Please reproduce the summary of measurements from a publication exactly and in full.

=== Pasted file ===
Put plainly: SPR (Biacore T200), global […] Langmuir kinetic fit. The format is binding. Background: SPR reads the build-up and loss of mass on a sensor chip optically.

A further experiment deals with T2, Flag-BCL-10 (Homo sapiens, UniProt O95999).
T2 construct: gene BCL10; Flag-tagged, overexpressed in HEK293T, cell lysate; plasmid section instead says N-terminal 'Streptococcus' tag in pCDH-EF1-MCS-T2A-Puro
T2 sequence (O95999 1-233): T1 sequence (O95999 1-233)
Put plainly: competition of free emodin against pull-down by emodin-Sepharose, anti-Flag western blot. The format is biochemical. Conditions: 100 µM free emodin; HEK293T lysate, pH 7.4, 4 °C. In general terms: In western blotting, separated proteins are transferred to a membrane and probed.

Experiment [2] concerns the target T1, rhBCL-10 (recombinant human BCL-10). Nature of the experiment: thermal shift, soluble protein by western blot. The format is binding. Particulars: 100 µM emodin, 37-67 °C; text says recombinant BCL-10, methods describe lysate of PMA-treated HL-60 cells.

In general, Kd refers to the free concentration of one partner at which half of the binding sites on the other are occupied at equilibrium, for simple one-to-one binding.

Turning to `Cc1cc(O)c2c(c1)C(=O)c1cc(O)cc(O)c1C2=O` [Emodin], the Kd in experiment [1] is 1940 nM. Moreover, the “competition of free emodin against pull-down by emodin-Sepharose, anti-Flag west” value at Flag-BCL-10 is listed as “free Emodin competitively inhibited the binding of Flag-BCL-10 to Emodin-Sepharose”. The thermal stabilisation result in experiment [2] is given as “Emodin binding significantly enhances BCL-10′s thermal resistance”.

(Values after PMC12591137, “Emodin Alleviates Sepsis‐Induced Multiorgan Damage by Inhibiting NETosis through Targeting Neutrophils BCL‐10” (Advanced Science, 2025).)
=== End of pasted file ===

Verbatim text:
Put plainly: SPR (Biacore T200), global […] Langmuir kinetic fit. The format is binding. Background: SPR reads the build-up and loss of mass on a sensor chip optically.

A further experiment deals with T2, Flag-BCL-10 (Homo sapiens, UniProt O95999).
T2 construct: gene BCL10; Flag-tagged, overexpressed in HEK293T, cell lysate; plasmid section instead says N-terminal 'Streptococcus' tag in pCDH-EF1-MCS-T2A-Puro
T2 sequence (O95999 1-233): T1 sequence (O95999 1-233)
Put plainly: competition of free emodin against pull-down by emodin-Sepharose, anti-Flag western blot. The format is biochemical. Conditions: 100 µM free emodin; HEK293T lysate, pH 7.4, 4 °C. In general terms: In western blotting, separated proteins are transferred to a membrane and probed.

Experiment [2] concerns the target T1, rhBCL-10 (recombinant human BCL-10). Nature of the experiment: thermal shift, soluble protein by western blot. The format is binding. Particulars: 100 µM emodin, 37-67 °C; text says recombinant BCL-10, methods describe lysate of PMA-treated HL-60 cells.

In general, Kd refers to the free concentration of one partner at which half of the binding sites on the other are occupied at equilibrium, for simple one-to-one binding.

Turning to `Cc1cc(O)c2c(c1)C(=O)c1cc(O)cc(O)c1C2=O` [Emodin], the Kd in experiment [1] is 1940 nM. Moreover, the “competition of free emodin against pull-down by emodin-Sepharose, anti-Flag west” value at Flag-BCL-10 is listed as “free Emodin competitively inhibited the binding of Flag-BCL-10 to Emodin-Sepharose”. The thermal stabilisation result in experiment [2] is given as “Emodin binding significantly enhances BCL-10′s thermal resistance”.

(Values after PMC12591137, “Emodin Alleviates Sepsis‐Induced Multiorgan Damage by Inhibiting NETosis through Targeting Neutrophils BCL‐10” (Advanced Science, 2025).)